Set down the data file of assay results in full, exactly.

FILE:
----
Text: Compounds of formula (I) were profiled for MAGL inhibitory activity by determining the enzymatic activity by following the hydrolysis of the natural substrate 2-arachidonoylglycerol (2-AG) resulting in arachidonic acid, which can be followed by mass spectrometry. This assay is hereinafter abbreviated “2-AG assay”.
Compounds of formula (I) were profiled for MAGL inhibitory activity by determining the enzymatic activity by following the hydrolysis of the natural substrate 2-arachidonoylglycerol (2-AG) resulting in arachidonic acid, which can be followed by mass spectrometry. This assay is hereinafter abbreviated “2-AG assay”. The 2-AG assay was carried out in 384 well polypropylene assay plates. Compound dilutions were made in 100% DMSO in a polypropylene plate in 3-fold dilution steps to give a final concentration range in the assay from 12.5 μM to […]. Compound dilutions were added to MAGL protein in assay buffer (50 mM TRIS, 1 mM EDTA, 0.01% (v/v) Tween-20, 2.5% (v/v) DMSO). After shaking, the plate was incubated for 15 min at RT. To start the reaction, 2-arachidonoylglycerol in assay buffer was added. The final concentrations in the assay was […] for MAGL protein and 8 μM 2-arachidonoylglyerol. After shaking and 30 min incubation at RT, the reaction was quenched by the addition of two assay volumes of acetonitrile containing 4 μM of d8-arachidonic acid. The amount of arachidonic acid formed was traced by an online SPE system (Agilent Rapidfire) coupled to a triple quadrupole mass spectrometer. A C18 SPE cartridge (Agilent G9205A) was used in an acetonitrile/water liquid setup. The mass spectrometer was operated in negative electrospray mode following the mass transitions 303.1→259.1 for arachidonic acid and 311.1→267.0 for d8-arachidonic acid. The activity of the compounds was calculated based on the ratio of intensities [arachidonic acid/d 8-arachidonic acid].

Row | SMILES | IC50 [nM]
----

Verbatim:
Text: Compounds of formula (I) were profiled for MAGL inhibitory activity by determining the enzymatic activity by following the hydrolysis of the natural substrate 2-arachidonoylglycerol (2-AG) resulting in arachidonic acid, which can be followed by mass spectrometry. This assay is hereinafter abbreviated “2-AG assay”.
Compounds of formula (I) were profiled for MAGL inhibitory activity by determining the enzymatic activity by following the hydrolysis of the natural substrate 2-arachidonoylglycerol (2-AG) resulting in arachidonic acid, which can be followed by mass spectrometry. This assay is hereinafter abbreviated “2-AG assay”. The 2-AG assay was carried out in 384 well polypropylene assay plates. Compound dilutions were made in 100% DMSO in a polypropylene plate in 3-fold dilution steps to give a final concentration range in the assay from 12.5 μM to […]. Compound dilutions were added to MAGL protein in assay buffer (50 mM TRIS, 1 mM EDTA, 0.01% (v/v) Tween-20, 2.5% (v/v) DMSO). After shaking, the plate was incubated for 15 min at RT. To start the reaction, 2-arachidonoylglycerol in assay buffer was added. The final concentrations in the assay was […] for MAGL protein and 8 μM 2-arachidonoylglyerol. After shaking and 30 min incubation at RT, the reaction was quenched by the addition of two assay volumes of acetonitrile containing 4 μM of d8-arachidonic acid. The amount of arachidonic acid formed was traced by an online SPE system (Agilent Rapidfire) coupled to a triple quadrupole mass spectrometer. A C18 SPE cartridge (Agilent G9205A) was used in an acetonitrile/water liquid setup. The mass spectrometer was operated in negative electrospray mode following the mass transitions 303.1→259.1 for arachidonic acid and 311.1→267.0 for d8-arachidonic acid. The activity of the compounds was calculated based on the ratio of intensities [arachidonic acid/d 8-arachidonic acid].

Row | SMILES | IC50 [nM]